Hiking Into a Slowdown
It becomes ever more tempting to conclude that the timing of the Fed’s rate hike was really quite odd, even from the perspective of the planners – even though the U3 unemployment rate has fallen to a mere 5% and they are probably correct about the transitory nature of the currently very low headline “inflation” rate (as we have recently pointed out, actual monetary inflation currently stands at almost 8% y/y).
Recent economic reports have by and large not shown any noteworthy improvements – on the contrary. District manufacturing surveys are going from bad to worse, existing home sales just had another truly terrible month (this time bad weather can obviously not be blamed, but apparently there is a problem with filling in simplified forms) and even the Markit services PMI has suddenly undercut the entire range of economists’ expectations. Meanwhile, the growth rate in ECRI’s coincident index has just hit a 21-month low:
ECRI’s coincident index growth rate keeps falling. The weekly leading indicator has recovered from its lows (while remaining in negative territory), but we dislike the fact that this indicator is evidently strongly influenced by the stock market. In our opinion the stock market has long ceased to tell us anything about the economy.
In her press conference, Ms. Yellen inter alia went on about the “strong consumer” – as if one could consume oneself to prosperity. Both stronger employment and stronger consumption are a consequence of economic growth, not a cause of it. To believe otherwise, one needs to put the cart before the horse, based on the primitive Keynesian flow model of the economy (however, this model does not depict how the economy actually works).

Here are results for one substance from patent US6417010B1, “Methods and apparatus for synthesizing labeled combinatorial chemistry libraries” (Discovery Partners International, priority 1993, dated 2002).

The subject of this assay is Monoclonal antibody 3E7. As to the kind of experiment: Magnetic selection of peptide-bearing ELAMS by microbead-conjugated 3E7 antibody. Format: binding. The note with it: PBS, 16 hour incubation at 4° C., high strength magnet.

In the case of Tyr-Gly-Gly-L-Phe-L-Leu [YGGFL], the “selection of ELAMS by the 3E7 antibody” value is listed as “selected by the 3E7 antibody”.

A difficulty consists of the fact that capital consumption – i.e., a net loss of wealth – tends to masquerade as growing prosperity during a credit expansion. This is why the planners erroneously believe that growing the supply of money from thin air and artificially suppressing interest rates improves the economy. It is a bit like watching the erection of a Potemkin village and believing that there is actually something behind the facade.
Ms. Yellen always reminds us are that empirical data are the main guide informing Fed policy, but even those seem to contradict her point about consumers – to wit, growth in real personal consumption expenditures has just hit a 15 month low:
Annual growth in real personal consumption expenditures by sectors
We have to briefly interpose here that we are not about to suggest what the Fed should or shouldn’t do. We are not armchair central planners proposing “better plans” for interventionists. Our only plan with respect to central banks is to argue for the urgent need to abolish them and adopt a completely unhampered free market in…